AI on Data Analytics Process

AI is a result of the massive amounts of data being collected, the culmination of ideas from the most brilliant computer scientists of our time, and on an IT infrastructure that didn’t use to exist a few years ago (Power, 2015).  Given that data analytics processes include collecting data, preprocessing data, processing data, and analyzing the results, any improvements made for AI on the infrastructure can have an influence on any part of the data analytics process (Fayyad et al., 1996; Power, 2015).  For example, as AI technology begins to learn how to read raw data to turn that into information, the need for most of the current preprocessing techniques for data cleaning could disappear (Minelli, Chambers, & Dhiraj, 2013). Therefore, as AI begins to advance, newer IT infrastructures will be dreamt up and built such that data analytics and its processes can now leverage this new infrastructure, which can also change the way on how big datasets are analyzed.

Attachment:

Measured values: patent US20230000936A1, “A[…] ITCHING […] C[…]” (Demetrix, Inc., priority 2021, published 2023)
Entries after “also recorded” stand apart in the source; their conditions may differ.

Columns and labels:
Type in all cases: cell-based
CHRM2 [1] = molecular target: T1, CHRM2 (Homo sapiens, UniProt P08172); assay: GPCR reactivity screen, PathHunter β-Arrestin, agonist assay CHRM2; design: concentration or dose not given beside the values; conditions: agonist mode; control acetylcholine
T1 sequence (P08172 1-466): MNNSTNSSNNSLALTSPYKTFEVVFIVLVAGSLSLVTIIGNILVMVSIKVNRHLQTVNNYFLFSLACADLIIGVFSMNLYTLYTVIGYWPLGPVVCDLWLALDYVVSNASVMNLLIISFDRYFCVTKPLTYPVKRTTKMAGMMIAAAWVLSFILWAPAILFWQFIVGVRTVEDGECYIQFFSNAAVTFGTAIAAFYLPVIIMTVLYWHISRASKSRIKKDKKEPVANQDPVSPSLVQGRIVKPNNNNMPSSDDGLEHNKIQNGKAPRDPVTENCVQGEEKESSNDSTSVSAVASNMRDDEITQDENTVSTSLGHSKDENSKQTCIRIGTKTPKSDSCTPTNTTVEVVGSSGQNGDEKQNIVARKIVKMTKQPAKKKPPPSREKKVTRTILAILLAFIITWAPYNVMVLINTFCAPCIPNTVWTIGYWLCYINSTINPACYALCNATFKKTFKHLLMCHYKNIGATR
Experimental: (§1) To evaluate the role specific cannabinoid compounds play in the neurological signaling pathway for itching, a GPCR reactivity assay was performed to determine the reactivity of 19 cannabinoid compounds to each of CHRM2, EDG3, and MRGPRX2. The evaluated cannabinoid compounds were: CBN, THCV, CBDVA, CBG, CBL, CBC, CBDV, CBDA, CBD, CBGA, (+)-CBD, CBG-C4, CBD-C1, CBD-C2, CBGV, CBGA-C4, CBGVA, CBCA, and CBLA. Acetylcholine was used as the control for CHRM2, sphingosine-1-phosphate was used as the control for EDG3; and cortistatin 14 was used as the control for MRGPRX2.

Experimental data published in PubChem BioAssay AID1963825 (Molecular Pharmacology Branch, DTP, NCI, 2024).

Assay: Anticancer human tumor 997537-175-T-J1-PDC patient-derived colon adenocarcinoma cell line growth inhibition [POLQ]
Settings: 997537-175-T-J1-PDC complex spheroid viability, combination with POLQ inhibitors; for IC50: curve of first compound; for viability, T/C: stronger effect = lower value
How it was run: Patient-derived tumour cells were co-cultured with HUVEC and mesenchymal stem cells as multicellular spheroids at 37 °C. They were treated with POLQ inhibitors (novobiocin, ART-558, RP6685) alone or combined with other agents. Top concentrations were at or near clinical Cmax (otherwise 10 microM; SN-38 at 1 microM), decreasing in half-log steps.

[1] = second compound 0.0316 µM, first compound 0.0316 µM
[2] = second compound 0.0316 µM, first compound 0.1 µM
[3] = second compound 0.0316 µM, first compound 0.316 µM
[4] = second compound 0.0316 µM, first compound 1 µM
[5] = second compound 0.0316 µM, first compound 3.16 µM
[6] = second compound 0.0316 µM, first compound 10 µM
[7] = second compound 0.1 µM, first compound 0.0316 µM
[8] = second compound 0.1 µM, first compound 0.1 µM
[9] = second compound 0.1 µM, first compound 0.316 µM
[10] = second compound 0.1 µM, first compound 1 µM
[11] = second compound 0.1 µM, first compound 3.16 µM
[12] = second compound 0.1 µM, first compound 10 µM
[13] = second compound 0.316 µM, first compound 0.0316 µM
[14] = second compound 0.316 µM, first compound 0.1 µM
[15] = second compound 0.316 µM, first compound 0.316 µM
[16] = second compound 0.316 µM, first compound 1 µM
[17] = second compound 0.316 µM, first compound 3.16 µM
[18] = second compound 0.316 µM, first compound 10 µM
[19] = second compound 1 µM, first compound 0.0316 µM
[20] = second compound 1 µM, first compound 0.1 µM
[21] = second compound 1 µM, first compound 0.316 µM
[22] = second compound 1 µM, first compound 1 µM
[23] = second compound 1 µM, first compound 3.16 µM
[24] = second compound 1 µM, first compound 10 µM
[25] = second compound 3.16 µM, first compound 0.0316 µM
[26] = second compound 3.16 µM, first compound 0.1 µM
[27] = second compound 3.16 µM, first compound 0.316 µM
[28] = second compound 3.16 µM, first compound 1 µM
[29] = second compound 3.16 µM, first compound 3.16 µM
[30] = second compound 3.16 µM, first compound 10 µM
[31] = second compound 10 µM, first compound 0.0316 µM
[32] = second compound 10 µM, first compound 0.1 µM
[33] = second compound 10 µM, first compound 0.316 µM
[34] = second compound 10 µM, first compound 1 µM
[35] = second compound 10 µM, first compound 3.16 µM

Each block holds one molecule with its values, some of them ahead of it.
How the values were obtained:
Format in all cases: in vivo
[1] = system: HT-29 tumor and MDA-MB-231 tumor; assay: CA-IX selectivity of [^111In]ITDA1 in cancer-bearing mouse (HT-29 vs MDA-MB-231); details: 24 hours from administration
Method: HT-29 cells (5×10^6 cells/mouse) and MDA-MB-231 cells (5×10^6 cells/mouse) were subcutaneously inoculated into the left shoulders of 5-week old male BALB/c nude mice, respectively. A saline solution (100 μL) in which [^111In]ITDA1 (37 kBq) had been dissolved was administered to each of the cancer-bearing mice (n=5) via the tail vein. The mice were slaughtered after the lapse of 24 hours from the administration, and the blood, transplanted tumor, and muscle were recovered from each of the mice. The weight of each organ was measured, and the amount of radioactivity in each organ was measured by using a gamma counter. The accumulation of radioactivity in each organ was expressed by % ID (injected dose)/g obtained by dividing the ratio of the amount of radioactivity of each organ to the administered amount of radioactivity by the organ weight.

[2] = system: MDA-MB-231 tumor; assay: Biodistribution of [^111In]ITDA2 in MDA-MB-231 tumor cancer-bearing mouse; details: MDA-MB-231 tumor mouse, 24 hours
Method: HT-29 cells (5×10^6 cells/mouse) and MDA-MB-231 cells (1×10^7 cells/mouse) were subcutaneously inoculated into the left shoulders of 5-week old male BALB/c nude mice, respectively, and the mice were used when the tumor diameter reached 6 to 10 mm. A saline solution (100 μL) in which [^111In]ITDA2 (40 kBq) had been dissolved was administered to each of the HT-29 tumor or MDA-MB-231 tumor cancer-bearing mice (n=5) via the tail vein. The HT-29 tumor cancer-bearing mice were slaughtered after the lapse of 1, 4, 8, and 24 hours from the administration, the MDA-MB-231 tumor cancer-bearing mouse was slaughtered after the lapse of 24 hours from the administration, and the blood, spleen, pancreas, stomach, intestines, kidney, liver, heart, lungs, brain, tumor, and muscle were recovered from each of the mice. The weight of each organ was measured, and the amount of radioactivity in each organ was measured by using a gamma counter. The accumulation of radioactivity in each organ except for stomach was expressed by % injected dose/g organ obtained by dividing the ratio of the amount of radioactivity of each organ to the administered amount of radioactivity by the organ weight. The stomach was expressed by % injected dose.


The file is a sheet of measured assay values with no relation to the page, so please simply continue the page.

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Data Tools: Artificial Intelligence and Decision Making

“Machines can excel at frequent high-volume tasks. Humans can tackle novel situations.” – Anthony Goldbloom